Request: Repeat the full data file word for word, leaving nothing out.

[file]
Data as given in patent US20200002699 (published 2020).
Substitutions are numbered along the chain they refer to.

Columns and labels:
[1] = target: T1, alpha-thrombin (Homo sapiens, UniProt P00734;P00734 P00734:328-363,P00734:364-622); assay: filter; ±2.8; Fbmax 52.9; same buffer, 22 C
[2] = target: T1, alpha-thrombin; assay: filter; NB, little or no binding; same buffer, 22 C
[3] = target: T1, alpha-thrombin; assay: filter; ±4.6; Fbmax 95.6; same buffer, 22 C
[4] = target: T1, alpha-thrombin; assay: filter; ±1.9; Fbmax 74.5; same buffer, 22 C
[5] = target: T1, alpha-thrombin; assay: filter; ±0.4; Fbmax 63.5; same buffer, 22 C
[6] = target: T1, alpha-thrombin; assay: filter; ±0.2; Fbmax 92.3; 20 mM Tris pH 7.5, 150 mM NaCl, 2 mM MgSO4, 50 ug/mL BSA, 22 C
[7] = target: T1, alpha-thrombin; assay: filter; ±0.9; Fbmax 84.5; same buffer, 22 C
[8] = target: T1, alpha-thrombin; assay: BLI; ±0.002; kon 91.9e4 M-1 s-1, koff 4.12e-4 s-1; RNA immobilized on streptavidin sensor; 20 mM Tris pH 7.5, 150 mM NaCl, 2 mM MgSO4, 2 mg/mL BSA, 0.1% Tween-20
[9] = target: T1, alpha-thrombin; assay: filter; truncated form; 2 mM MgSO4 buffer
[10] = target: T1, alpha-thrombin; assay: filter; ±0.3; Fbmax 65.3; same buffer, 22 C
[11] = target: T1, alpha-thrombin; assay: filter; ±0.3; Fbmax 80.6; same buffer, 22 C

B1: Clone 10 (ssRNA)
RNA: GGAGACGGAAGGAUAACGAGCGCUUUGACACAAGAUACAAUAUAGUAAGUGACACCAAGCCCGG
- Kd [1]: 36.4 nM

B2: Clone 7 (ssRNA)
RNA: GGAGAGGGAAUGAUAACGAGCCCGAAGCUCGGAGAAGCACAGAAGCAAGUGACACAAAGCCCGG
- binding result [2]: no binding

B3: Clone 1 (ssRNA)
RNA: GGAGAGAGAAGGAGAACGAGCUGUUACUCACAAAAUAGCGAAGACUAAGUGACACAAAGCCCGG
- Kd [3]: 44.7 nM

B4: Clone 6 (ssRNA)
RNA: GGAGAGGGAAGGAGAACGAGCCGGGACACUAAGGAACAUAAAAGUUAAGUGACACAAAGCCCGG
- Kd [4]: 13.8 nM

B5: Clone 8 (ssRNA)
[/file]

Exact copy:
Data as given in patent US20200002699 (published 2020).
Substitutions are numbered along the chain they refer to.

Columns and labels:
[1] = target: T1, alpha-thrombin (Homo sapiens, UniProt P00734;P00734 P00734:328-363,P00734:364-622); assay: filter; ±2.8; Fbmax 52.9; same buffer, 22 C
[2] = target: T1, alpha-thrombin; assay: filter; NB, little or no binding; same buffer, 22 C
[3] = target: T1, alpha-thrombin; assay: filter; ±4.6; Fbmax 95.6; same buffer, 22 C
[4] = target: T1, alpha-thrombin; assay: filter; ±1.9; Fbmax 74.5; same buffer, 22 C
[5] = target: T1, alpha-thrombin; assay: filter; ±0.4; Fbmax 63.5; same buffer, 22 C
[6] = target: T1, alpha-thrombin; assay: filter; ±0.2; Fbmax 92.3; 20 mM Tris pH 7.5, 150 mM NaCl, 2 mM MgSO4, 50 ug/mL BSA, 22 C
[7] = target: T1, alpha-thrombin; assay: filter; ±0.9; Fbmax 84.5; same buffer, 22 C
[8] = target: T1, alpha-thrombin; assay: BLI; ±0.002; kon 91.9e4 M-1 s-1, koff 4.12e-4 s-1; RNA immobilized on streptavidin sensor; 20 mM Tris pH 7.5, 150 mM NaCl, 2 mM MgSO4, 2 mg/mL BSA, 0.1% Tween-20
[9] = target: T1, alpha-thrombin; assay: filter; truncated form; 2 mM MgSO4 buffer
[10] = target: T1, alpha-thrombin; assay: filter; ±0.3; Fbmax 65.3; same buffer, 22 C
[11] = target: T1, alpha-thrombin; assay: filter; ±0.3; Fbmax 80.6; same buffer, 22 C

B1: Clone 10 (ssRNA)
RNA: GGAGACGGAAGGAUAACGAGCGCUUUGACACAAGAUACAAUAUAGUAAGUGACACCAAGCCCGG
- Kd [1]: 36.4 nM

B2: Clone 7 (ssRNA)
RNA: GGAGAGGGAAUGAUAACGAGCCCGAAGCUCGGAGAAGCACAGAAGCAAGUGACACAAAGCCCGG
- binding result [2]: no binding

B3: Clone 1 (ssRNA)
RNA: GGAGAGAGAAGGAGAACGAGCUGUUACUCACAAAAUAGCGAAGACUAAGUGACACAAAGCCCGG
- Kd [3]: 44.7 nM

B4: Clone 6 (ssRNA)
RNA: GGAGAGGGAAGGAGAACGAGCCGGGACACUAAGGAACAUAAAAGUUAAGUGACACAAAGCCCGG
- Kd [4]: 13.8 nM

B5: Clone 8 (ssRNA)